Posts Tagged ‘Skin Cancer’

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You may be familiar with this story, or at least the picture of this gentleman. It has been all over the news and various television shows. The New England Journal of Medicine has an article about the man pictured above. The left side of his face is severely sun damaged from driving a truck for 25 years and being exposed to the UV rays entering the vehicle. You can find the original article HERE.

This is great information that exposes the truth about the extreme exposure to UV that we are exposed to while driving our vehicles. Many of us would not even consider being outside for any amount of time without some sunscreen to protect our skin. However, we will think nothing of sitting for hours in a car without any form of protection from the sun’s harmful rays. There is an answer in the form of a UV filtering window film for your car’s windows. New technology films can offer significant protection and still appear as clear glass if a tinted look is not something you want. Also, many quality window films have been awarded the Seal of Recommendation from the Skin Cancer Foundation for providing a safe and effective protection against UV radiation. Call your local automotive window film provider to find out more information about which films they offer than have been awarded the Seal of Recommendation and what the cost would be to start protecting yourself from harmful UV rays while you are driving.

From The Skin Cancer Foundation

For most people, car safety means seatbelts and airbags. But there’s another important way to stay out of harm’s way on the road, and that’s by protecting your skin from the sun.

A recent study in the Journal of the American Academy of Dermatology revealed that nearly 53 percent of skin cancers in the US occur on the left, or drivers’ side of the body. If you’re one of the approximately 208 million licensed drivers in the US, take heed: “The increase in left-sided skin cancers may be from the UV (ultraviolet) exposure we get when driving a car,” said Susan T. Butler, MD, coauthor of the study.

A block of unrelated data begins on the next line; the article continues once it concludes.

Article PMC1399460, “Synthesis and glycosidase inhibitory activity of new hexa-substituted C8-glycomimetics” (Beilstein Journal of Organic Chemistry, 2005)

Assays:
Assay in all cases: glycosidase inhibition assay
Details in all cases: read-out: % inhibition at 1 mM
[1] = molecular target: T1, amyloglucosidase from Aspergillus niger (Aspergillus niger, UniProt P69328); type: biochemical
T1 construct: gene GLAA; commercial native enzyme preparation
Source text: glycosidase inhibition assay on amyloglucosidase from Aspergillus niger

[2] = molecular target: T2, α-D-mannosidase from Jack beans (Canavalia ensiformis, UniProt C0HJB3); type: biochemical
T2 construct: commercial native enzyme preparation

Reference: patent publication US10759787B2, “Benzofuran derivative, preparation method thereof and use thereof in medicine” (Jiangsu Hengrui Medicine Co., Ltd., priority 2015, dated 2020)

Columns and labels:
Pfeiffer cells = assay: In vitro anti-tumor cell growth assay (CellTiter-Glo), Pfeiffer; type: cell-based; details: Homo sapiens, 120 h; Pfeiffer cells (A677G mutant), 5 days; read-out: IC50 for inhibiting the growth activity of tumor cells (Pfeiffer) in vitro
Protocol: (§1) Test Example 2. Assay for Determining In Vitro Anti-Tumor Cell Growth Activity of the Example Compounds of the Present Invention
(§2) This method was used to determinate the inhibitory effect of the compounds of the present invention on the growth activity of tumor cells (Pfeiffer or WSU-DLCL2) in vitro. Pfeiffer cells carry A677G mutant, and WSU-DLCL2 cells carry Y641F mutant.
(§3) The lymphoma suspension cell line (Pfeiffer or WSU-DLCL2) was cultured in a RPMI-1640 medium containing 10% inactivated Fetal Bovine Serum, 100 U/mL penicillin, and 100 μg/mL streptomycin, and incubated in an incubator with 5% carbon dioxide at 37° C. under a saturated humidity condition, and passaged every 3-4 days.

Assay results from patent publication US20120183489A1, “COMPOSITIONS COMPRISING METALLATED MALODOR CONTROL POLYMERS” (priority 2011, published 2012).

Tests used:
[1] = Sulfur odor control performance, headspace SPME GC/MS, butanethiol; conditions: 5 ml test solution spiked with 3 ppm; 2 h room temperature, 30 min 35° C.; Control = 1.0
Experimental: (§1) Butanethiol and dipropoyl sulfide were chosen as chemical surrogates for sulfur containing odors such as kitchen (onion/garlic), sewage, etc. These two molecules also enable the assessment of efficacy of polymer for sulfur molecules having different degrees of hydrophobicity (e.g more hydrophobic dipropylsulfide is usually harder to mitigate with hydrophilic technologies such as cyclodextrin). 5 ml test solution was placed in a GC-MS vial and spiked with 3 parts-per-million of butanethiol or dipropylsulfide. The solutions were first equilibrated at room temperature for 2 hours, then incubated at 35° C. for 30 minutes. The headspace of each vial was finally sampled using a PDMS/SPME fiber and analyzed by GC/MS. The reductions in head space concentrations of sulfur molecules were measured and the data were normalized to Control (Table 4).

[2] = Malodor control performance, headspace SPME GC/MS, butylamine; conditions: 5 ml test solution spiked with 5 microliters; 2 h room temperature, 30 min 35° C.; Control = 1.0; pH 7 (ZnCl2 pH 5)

Here’s how to protect your skin when you’re in a car:
Treat Your Vehicle to Window Film

The sun’s ultraviolet radiation is associated with most cases of skin cancer, which will affect one in five Americans over a lifetime. UV radiation reaches us in the form of shortwave UVB and long-wave UVA rays, but glass blocks only UVB effectively. Although car windshields are partially treated to filter out UVA, the side windows let in about 63 percent of the sun’s UVA radiation; rear windows are also unprotected, leaving back seat passengers exposed. There is, however, a solution. Transparent window film screens out almost 100 percent of UVB and UVA without reducing visibility, and is available in all 50 states. If you have window film installed, remember that it protects you only when the windows are closed.
Keep Sunscreen in the Car

A sunscreen should be on hand for quick reapplication during long drives (The Skin Cancer Foundation recommends reapplying every two hours). Look for one with an SPF of 15+ and some combination of the following UVA-blocking ingredients: avobenzone, ecamsule, oxybenzone, titanium dioxide, and zinc oxide.
Skip the Sunroof, Skip the Convertible

Drivers’ heads and necks receive the most UV exposure, so it’s no surprise that Butler’s team found over 82 percent of skin cancers on the patients’ heads or necks. A solid, closed roof is your best bet. If you have a sunroof or a convertible top, wear a hat, preferably a wide-brimmed one (3″ or greater all around). At the very least, be sure to apply sunscreen to exposed areas of the face, neck, and scalp.

The second most common area for skin cancers was the arm, so, in addition to applying sunscreen, avoid propping your elbow up on the open window while you drive-keep both arms inside the car, and your hands on the wheel. Long-sleeved shirts are also a great sun-protective option.

Keep a hat in the car, along with your sunscreen and UV-blocking sunglasses, and you’ll have a sun protection travel kit to see you safely to your destination.